Warts seldom develop in children younger than two years old, but they’re contagious and occur commonly in school-age children. If your child has a wart that’s painful, spreading, or simply embarrassing, contact Dr. Paul Irra at Naples Pediatrics in Naples, Florida. He has many options for removing warts and plenty of experience working with children and parents to ensure their experience is comfortable and successful.
Warts are noncancerous growths on the skin that are caused by the human papillomavirus, or HPV. There are many different types of HPV capable of creating various types of warts.
Warts can develop anywhere on the body, but these are the most common forms found in children and teens:
Common warts: These warts grow on the back of hands and around nails, and they usually have a gray-yellow or brown color and a rough surface.
Hand and foot warts: Plantar warts are located on the bottom of the foot, while palmer warts are located on the palms of the hands. Both are often quite painful and can appear in several colors, but they typically have small black dots, which are clotted blood vessels.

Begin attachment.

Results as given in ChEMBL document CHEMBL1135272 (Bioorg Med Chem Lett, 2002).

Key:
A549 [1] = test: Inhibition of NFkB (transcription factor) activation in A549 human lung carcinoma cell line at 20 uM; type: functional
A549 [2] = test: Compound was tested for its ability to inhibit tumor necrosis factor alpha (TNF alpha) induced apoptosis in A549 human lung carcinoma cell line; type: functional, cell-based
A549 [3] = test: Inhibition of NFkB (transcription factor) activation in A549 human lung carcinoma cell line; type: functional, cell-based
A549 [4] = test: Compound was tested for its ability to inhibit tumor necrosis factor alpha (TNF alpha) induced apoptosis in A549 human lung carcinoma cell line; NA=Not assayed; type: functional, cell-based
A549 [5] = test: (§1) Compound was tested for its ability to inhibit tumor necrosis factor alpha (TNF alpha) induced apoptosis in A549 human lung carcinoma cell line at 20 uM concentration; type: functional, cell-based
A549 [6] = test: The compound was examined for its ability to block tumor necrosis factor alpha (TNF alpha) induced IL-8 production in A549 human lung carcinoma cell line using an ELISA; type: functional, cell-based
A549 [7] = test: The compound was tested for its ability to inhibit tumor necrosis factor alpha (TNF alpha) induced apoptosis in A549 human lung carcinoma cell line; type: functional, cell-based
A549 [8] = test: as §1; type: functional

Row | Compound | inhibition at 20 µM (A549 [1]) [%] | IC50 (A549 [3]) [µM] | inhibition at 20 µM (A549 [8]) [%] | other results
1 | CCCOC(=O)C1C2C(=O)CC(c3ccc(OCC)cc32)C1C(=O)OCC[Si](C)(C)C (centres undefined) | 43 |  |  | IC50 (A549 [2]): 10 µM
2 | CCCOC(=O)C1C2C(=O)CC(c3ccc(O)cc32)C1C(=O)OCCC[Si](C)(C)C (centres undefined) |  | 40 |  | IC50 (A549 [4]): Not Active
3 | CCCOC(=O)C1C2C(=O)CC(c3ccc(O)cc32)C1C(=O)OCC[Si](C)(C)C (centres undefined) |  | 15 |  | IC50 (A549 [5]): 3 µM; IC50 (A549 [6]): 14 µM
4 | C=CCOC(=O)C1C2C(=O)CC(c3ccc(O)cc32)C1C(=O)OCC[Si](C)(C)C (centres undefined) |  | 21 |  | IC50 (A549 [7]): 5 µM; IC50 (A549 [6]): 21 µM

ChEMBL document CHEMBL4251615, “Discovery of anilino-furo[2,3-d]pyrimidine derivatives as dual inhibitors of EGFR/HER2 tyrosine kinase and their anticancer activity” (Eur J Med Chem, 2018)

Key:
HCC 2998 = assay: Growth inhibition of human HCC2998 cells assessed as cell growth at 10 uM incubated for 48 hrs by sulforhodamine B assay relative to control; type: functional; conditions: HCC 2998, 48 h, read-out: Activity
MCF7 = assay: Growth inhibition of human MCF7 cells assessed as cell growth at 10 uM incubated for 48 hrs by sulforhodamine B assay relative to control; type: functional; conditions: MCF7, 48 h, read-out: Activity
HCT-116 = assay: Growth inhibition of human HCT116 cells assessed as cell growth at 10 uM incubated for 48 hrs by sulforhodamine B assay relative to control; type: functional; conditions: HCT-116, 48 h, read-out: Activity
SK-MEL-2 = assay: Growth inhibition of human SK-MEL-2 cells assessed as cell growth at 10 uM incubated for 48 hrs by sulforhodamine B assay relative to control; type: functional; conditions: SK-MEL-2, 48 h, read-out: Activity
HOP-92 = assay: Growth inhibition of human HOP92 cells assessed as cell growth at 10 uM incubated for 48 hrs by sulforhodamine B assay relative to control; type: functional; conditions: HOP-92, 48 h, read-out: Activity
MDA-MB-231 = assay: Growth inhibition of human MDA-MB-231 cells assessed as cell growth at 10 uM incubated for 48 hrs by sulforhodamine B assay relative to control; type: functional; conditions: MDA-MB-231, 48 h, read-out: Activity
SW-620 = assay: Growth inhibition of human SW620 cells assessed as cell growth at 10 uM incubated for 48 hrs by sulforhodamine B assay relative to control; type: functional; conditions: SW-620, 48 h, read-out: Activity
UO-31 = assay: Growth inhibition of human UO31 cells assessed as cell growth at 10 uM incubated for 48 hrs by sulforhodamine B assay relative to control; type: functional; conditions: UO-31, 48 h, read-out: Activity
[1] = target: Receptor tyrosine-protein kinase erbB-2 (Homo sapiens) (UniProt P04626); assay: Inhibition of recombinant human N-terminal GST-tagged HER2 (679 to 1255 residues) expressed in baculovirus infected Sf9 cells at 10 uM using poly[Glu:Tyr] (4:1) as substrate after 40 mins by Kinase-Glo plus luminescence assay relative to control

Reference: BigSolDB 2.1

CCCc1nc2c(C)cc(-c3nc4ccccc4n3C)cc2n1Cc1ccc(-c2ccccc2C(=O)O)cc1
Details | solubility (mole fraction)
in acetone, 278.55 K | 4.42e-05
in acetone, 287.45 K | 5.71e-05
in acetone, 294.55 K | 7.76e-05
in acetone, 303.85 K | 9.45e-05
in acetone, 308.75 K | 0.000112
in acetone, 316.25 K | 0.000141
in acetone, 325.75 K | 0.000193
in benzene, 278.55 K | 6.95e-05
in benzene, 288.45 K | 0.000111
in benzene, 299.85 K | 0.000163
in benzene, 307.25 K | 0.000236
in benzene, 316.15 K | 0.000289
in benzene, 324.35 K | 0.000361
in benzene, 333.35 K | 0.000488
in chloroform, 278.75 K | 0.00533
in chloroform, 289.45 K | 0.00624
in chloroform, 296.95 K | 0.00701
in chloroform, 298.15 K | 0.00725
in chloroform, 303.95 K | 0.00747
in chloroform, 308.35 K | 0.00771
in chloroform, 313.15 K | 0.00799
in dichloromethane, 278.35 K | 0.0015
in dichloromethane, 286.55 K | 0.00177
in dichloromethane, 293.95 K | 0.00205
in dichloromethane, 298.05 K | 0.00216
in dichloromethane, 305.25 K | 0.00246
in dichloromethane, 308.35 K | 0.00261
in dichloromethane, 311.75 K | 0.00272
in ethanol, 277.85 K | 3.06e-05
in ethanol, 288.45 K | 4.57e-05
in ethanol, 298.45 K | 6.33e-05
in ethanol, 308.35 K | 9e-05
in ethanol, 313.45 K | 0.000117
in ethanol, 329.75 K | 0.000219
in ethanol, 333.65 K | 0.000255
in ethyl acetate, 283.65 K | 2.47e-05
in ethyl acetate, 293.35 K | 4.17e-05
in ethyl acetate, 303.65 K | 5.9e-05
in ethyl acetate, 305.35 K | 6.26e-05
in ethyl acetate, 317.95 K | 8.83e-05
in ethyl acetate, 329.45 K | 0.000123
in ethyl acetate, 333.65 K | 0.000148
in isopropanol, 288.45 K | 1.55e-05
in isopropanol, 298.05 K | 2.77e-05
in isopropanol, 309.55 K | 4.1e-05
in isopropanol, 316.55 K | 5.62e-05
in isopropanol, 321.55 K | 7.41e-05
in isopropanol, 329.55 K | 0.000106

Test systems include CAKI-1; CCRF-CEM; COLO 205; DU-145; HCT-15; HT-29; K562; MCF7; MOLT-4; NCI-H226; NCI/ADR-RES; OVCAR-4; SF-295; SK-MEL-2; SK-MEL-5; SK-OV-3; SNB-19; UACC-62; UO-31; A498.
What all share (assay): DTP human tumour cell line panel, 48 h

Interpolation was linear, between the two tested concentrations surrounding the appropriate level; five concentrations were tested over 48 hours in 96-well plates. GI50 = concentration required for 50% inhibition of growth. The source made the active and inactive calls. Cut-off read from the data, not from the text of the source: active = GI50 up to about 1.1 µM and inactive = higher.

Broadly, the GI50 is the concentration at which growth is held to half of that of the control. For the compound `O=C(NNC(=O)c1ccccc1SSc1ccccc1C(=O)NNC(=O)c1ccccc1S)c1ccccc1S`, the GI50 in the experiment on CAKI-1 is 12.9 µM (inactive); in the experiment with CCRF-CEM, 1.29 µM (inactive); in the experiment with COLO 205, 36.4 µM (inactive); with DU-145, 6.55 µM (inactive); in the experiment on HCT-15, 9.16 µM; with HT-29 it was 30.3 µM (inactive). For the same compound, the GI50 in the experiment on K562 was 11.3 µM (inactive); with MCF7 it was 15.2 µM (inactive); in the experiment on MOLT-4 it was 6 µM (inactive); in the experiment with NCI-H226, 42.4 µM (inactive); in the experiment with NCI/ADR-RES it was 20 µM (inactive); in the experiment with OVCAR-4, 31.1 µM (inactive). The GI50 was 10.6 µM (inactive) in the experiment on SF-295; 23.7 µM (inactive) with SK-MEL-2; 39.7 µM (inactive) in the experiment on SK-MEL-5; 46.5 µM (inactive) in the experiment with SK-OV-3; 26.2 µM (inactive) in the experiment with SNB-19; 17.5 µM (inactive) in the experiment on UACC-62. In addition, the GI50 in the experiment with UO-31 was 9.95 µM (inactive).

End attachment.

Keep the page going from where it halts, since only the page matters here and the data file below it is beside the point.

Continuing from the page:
Flat warts: These warts are small, but they grow in clusters of up to 100 and usually appear on children’s faces.
Genital warts: Warts on the genitals are sexually transmitted. They’re soft compared to most warts, which often have rough surfaces. Some genital warts can cause cervical cancer, depending on the type of virus that caused the wart to develop.
Filiform warts: Small, long, narrow warts that grow on the eyelids, face, or neck.
Warts are contagious, but parents should know that coming into contact with HPV doesn’t mean their children will develop warts. The virus primarily spreads through breaks or cuts in the skin. Once it enters the body, the immune system often successfully stops the virus.
Children can pick up the virus through direct contact with another child who has warts or indirectly by touching something that a person with warts touched, such as a toy.
Children often get plantar warts by walking barefooted on a dirty ground where the virus lives or by walking in moist areas, such as around a swimming pool, where there are other barefooted people.
Warts often disappear without treatment, but this may take a year or longer, and they could spread during that time. Before performing any procedure, the doctors at Naples Pediatrics consider the child’s age, the location of the warts, the extent of the growths, and the child’s tolerance. Then they’ll talk with parents about the possible treatment options: